List Of Nfl Players

JIM FASSEL

Giants: Barber 115R, Collins 342P, Toomer 136C 49ers: Garcia 331P, Owens 177C squirted the ball low and so far to the right that Allen grabbed it, rose up, and yelled “Fire” to his teammates to signal a broken play.

Allen rolled out with 49ers in pursuit as guard Rich Seubert, an eligible receiver on this play, went out for a pass. Allen unloaded the ball in the direction of Seubert, who was open at the 2-yard line, but Chidi Okeafor of the 49ers tackled Seubert as penalty flags flew and the pass fell incomplete. To the amazement of everyone, the Giants were called for having an ineligible receiver downfield because guard Tam Hopkins was also inexplicably at the goal line, but interference was not called on Okeafor so there were no offsetting penalties, and the game was over.

Fassel pointed out after the game that Allen was supposed to simply call timeout in that situation, and others speculated he could have quickly thrown the ball out of bounds to stop the clock. However, as Michael Strahan complained afterward, “Screw the botched snap, screw the calls after that. It should never have come to that. This game was like our season look about as good as you can look on a football field and look about as bad as you can look.”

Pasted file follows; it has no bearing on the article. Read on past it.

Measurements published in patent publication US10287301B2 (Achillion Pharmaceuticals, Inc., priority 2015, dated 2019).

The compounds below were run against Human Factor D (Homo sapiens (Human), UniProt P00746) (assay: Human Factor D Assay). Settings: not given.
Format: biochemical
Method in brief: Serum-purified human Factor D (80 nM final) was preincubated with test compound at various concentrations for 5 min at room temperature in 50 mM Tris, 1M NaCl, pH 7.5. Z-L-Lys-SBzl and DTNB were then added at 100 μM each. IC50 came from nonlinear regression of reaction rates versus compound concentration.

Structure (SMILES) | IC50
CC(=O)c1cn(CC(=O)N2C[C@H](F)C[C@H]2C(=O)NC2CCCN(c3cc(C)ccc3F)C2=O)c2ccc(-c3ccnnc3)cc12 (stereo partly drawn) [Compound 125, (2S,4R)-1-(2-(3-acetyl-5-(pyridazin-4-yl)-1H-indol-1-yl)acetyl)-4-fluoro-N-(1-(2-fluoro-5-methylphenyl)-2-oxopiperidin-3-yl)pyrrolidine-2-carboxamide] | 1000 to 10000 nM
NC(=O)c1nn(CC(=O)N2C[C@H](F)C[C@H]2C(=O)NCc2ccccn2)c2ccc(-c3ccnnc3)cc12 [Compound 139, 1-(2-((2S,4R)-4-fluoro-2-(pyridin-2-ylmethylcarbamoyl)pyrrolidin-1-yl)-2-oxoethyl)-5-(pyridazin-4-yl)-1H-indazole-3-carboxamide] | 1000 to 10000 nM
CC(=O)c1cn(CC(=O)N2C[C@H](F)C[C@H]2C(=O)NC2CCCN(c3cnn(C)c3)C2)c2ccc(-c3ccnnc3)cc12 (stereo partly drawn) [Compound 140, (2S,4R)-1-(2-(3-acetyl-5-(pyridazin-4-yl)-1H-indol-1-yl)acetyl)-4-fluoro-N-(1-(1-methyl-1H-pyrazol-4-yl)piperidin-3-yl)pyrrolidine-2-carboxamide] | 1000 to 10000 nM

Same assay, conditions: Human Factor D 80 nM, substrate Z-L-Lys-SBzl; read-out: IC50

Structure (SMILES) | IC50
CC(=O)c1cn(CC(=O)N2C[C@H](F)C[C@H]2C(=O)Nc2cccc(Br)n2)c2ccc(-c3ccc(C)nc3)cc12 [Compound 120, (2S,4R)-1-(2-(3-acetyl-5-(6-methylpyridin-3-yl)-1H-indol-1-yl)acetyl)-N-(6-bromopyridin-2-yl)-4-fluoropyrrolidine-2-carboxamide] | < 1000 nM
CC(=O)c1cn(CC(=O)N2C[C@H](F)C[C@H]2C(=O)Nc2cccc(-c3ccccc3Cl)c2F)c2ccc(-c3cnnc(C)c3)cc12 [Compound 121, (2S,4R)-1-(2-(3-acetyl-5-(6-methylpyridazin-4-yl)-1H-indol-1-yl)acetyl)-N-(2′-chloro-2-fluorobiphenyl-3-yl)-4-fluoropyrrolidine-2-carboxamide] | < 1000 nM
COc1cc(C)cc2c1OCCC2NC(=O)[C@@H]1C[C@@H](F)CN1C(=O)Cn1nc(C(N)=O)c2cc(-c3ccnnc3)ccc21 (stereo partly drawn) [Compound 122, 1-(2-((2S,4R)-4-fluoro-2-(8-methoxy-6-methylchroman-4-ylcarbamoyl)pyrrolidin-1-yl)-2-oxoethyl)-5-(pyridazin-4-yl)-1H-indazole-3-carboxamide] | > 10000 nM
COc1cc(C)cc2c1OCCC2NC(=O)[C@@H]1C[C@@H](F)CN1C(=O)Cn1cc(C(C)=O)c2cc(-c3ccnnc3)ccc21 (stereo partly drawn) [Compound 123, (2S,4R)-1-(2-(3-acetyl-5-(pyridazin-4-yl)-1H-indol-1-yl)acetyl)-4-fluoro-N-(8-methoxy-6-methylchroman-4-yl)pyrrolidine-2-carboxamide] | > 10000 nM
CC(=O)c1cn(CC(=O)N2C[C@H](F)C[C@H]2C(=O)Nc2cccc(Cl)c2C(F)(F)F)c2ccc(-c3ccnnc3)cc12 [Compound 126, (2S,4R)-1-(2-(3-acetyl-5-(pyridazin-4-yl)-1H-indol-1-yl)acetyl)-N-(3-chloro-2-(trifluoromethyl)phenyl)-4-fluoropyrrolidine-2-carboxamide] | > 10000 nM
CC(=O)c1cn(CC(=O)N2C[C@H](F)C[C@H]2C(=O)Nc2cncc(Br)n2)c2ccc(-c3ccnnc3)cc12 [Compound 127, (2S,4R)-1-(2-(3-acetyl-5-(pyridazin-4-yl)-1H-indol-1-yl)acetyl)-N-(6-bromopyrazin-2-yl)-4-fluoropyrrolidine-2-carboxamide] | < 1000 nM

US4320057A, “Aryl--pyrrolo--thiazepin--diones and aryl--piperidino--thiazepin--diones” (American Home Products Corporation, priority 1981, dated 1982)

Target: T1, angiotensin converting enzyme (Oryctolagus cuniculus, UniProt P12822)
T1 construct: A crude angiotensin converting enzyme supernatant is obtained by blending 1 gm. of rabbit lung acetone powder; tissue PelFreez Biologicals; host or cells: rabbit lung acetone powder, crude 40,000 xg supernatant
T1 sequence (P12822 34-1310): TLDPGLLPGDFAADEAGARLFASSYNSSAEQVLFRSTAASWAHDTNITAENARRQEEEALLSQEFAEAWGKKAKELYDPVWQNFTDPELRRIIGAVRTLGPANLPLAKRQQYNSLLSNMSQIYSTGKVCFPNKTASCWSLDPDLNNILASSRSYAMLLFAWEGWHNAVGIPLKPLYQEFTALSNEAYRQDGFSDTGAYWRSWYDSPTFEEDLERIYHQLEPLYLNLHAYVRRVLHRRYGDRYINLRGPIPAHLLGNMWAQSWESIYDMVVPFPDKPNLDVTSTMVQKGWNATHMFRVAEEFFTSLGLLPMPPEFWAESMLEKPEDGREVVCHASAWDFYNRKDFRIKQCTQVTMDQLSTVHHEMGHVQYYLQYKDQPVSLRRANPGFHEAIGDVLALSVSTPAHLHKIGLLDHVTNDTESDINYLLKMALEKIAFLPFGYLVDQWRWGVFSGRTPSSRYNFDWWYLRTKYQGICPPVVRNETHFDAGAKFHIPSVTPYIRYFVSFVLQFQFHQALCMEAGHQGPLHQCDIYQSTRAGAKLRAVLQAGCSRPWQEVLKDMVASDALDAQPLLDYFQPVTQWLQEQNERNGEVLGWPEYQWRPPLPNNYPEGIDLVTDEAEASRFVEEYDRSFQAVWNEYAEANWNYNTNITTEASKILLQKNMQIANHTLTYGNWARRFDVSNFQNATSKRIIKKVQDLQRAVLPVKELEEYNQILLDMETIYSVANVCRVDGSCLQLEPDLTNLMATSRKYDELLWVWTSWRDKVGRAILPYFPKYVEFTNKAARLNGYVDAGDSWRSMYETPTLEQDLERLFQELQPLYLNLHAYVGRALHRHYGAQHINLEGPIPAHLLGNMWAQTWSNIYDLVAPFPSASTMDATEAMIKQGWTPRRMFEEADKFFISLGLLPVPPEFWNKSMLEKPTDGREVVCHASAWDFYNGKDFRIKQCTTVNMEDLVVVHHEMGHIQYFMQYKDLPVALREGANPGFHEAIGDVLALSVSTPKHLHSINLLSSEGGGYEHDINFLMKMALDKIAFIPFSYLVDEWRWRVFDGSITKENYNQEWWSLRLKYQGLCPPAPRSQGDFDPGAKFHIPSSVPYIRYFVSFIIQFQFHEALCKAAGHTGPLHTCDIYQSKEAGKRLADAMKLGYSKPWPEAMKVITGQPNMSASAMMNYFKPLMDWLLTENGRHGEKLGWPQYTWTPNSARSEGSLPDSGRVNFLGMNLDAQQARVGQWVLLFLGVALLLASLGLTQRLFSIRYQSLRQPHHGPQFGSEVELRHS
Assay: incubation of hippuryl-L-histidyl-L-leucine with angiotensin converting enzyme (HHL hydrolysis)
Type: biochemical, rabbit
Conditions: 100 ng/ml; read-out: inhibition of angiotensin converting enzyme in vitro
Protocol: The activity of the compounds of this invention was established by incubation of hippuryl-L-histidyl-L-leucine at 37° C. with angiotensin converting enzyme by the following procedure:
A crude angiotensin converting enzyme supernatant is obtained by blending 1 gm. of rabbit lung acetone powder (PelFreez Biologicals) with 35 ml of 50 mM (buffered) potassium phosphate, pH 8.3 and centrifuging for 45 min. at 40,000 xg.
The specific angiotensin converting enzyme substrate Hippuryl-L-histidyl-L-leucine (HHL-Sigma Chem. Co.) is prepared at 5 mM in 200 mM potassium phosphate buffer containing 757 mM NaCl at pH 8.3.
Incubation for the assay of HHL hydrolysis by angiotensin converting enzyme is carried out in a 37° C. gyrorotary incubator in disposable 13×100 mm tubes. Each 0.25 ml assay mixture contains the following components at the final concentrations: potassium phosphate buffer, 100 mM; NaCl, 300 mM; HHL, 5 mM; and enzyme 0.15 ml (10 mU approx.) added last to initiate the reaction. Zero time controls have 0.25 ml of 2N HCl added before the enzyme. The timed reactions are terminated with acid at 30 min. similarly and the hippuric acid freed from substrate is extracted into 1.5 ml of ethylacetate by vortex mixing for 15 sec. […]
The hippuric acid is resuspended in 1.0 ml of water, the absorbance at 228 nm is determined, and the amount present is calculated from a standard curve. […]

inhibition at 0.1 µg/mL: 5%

Two months earlier in Arizona, Junkin had been interviewed for a piece in Sports Illustrated in which he described the anonymous nature of his long, strange career: “Ideally, my name should never come up. If it does, I’ve made a mistake,” he said. Unfortunately, Junkin did just that on the immense stage of the NFL playoffs.

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One day later, the NFL admitted its officiating error and said that interference should have been called and that the offsetting penalties should have resulted in a rekick for New York. San Francisco head coach Steve Mariucci responded sarcastically to the news with the comment, “Bummer,” but his fortunate 49ers lost the following week in Tampa to the eventual champion Bucs.

The NFL also altered its procedures to allow for more consultation among officials in the future, but nothing could change the result of the game. One direct carryover for the Giants came in Week 2 of 2003, when Fassel had his field-goal unit kick a lead-changing field goal against Dallas with too many seconds left on the clock, allowing the Cowboys enough time to kick a

52-yard game-tying field goal on the final play of regulation. Dallas won in overtime. New York finished 4-12 and Fassel was fired.

Quarterback Kerry Collins stares in disbelief after the Giants fell to the 49ers 39-38.

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